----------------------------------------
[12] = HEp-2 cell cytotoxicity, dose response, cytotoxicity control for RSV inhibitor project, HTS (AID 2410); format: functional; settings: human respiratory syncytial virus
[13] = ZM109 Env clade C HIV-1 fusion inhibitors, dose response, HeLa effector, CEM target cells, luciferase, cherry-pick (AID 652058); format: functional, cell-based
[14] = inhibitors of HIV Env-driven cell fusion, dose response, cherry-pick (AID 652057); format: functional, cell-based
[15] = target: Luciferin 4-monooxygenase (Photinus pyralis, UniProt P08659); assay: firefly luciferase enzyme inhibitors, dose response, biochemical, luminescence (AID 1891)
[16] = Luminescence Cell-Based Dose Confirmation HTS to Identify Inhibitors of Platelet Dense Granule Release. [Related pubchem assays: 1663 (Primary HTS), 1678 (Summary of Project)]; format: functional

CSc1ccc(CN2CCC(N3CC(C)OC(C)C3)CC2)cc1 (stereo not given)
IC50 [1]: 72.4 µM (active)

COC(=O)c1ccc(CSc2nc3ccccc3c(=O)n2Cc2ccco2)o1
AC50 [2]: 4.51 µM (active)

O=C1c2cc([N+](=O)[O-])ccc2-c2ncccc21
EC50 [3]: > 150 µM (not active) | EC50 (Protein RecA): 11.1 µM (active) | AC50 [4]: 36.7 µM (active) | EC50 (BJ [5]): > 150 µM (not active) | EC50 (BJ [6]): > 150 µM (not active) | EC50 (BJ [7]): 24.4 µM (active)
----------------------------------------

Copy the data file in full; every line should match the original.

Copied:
[12] = HEp-2 cell cytotoxicity, dose response, cytotoxicity control for RSV inhibitor project, HTS (AID 2410); format: functional; settings: human respiratory syncytial virus
[13] = ZM109 Env clade C HIV-1 fusion inhibitors, dose response, HeLa effector, CEM target cells, luciferase, cherry-pick (AID 652058); format: functional, cell-based
[14] = inhibitors of HIV Env-driven cell fusion, dose response, cherry-pick (AID 652057); format: functional, cell-based
[15] = target: Luciferin 4-monooxygenase (Photinus pyralis, UniProt P08659); assay: firefly luciferase enzyme inhibitors, dose response, biochemical, luminescence (AID 1891)
[16] = Luminescence Cell-Based Dose Confirmation HTS to Identify Inhibitors of Platelet Dense Granule Release. [Related pubchem assays: 1663 (Primary HTS), 1678 (Summary of Project)]; format: functional

CSc1ccc(CN2CCC(N3CC(C)OC(C)C3)CC2)cc1 (stereo not given)
IC50 [1]: 72.4 µM (active)

COC(=O)c1ccc(CSc2nc3ccccc3c(=O)n2Cc2ccco2)o1
AC50 [2]: 4.51 µM (active)

O=C1c2cc([N+](=O)[O-])ccc2-c2ncccc21
EC50 [3]: > 150 µM (not active) | EC50 (Protein RecA): 11.1 µM (active) | AC50 [4]: 36.7 µM (active) | EC50 (BJ [5]): > 150 µM (not active) | EC50 (BJ [6]): > 150 µM (not active) | EC50 (BJ [7]): 24.4 µM (active)